SpontaneiTea

A casual tea blog by Alex Zorach

SpontaneiTea

Bigelow Tea’s Website Redesign – Major Oversights and Recommended Fixes

May 30th, 2014 · 4 Comments · Uncategorized

Bigelow Tea recently redesigned their website:

The new Bigelow website, highlighting different photos.

The new Bigelow website, highlighting different photos.

While I like the site design overall, they did some things that I think will harm them from a business perspective.  In particular:

  • The new site changed its URL scheme, without using redirects from the old pages.
  • Some of the old pages have been turned into “Pseudo 404″ pages, which confuse google, not to mention people who come to the site.
  • The site’s search is broken and returns frequent error messages for certain searches.

Here I go into depth about these errors, and explain how they may be hurting Bigelow, and what they can do to correct them.

Old Product Pages Become Pseudo 404 Pages With No Redirects

For example, here is the link to the old page for Bigelow’s Earl Grey.  This page returns the HTML status code “HTTP/1.1 200 OK”, which is the code browsers (and search engine crawlers) expect if the page is found as-is.  But if you look at the page, it’s not a page for Bigelow’s Earl Grey, it’s just a generic form page.

Because these pages are not being redirected, and because the HTML code returned suggest the page was “found”, rather than a “not found” 404 error page, Google doesn’t seem to have figured out the new URL scheme yet.  Look at this search result for “Bigelow Earl Grey”:

Screenshot of broken search results

The search results for individual Bigelow Teas now lead to broken links with no Meta Description and a cryptic comment about the page being blocked by robots.txt

Bigelow’s site still comes up as the #1 result, which is good for Bigelow, and which is what most people would expect, but there are three problems with this search result:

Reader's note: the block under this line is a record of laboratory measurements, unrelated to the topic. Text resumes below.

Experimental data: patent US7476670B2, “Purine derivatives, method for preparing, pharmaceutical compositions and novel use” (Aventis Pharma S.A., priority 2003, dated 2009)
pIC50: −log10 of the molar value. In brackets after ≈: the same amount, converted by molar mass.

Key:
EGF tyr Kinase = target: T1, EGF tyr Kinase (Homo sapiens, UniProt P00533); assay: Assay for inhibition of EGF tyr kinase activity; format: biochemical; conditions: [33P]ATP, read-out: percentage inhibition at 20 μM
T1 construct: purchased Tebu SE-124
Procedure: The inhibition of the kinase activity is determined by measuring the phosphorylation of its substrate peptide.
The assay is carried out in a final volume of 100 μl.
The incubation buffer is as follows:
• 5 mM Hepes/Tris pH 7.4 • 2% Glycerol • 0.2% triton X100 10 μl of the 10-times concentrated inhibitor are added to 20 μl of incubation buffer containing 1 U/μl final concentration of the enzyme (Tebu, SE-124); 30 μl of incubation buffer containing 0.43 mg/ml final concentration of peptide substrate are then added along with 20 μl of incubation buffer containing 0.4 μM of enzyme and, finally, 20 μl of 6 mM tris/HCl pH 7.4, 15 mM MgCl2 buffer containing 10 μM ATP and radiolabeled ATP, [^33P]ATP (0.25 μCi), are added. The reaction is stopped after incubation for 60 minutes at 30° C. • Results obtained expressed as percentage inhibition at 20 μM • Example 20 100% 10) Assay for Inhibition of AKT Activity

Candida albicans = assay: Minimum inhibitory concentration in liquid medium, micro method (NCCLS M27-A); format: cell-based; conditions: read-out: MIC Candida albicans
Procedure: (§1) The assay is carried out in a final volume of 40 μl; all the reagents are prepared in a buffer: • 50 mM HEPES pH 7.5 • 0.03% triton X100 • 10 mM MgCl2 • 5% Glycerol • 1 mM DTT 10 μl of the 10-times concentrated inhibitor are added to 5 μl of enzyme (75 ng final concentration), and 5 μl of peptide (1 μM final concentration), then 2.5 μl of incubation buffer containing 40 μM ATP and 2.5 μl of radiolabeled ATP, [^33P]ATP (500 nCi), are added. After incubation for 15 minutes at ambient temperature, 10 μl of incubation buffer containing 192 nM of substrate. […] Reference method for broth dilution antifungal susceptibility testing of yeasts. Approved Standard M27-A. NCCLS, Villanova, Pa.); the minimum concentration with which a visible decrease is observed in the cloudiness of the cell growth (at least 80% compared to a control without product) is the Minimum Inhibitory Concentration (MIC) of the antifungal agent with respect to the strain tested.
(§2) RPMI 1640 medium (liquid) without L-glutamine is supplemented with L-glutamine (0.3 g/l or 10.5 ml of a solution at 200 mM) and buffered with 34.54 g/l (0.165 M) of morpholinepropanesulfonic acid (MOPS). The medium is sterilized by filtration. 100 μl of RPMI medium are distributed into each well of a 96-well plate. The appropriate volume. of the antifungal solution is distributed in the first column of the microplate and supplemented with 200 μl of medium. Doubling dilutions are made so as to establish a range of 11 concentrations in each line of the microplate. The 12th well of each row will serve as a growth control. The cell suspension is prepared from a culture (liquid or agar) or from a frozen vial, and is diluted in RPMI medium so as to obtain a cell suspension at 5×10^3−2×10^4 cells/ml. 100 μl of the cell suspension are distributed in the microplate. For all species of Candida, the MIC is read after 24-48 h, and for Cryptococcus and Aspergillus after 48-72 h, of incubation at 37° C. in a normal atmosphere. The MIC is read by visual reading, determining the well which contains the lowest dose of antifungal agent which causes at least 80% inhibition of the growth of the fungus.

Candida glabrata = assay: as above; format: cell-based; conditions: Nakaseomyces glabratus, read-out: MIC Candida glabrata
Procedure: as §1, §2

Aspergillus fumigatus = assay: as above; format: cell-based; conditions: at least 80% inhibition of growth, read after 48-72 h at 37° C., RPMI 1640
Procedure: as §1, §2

• The link is broken, leading to the old page.  Google has not yet discovered the new page for this tea, even though the site has now been up for some time.
  • There is no description displaying for the item, under the headline.
  • Instead of a description, the result shows an error about the site’s robots.txt not allowing a description to be available.  This doesn’t look particularly professional or good for Bigelow.

It’s unclear where things will go from here, but as-is, this is going to hurt Bigelow considerably, because they will lose a lot of potential traffic coming through search results like this.  If the problem isn’t fixed gracefully, and persists, they may even fall out of search results–Google doesn’t like to return broken or useless search results like this.  This could hurt Bigelow even more.

Broken Search on the new Website

The new website has a search box, and, if you visit the company’s webpage normally, and then type something into the search box, it works as expected.

But if you try typing something into the search box from the old, broken product pages that are still included in Google search results, you get this error:

Error message saying Internal Server Error (500)

The error shown if you type something into the search box on a broken, old product page.

Very bad for Bigelow!  The first problem above is bad enough, but this problem compounds things…if someone sees that they haven’t found the proper product page, the logical thing for them to do (exactly what I did, and I suspect most users would do this) would be to type the name of the tea they are searching for info about, into the search box.  Then they will get this error message!

Note that this error page only displays if you go to the broken product page, which lives at the old URL (which is currently being returned in Google search results, and which will likely appear on various blogs and other websites linking to the Bigelow site).  Form the new page, things work just fine.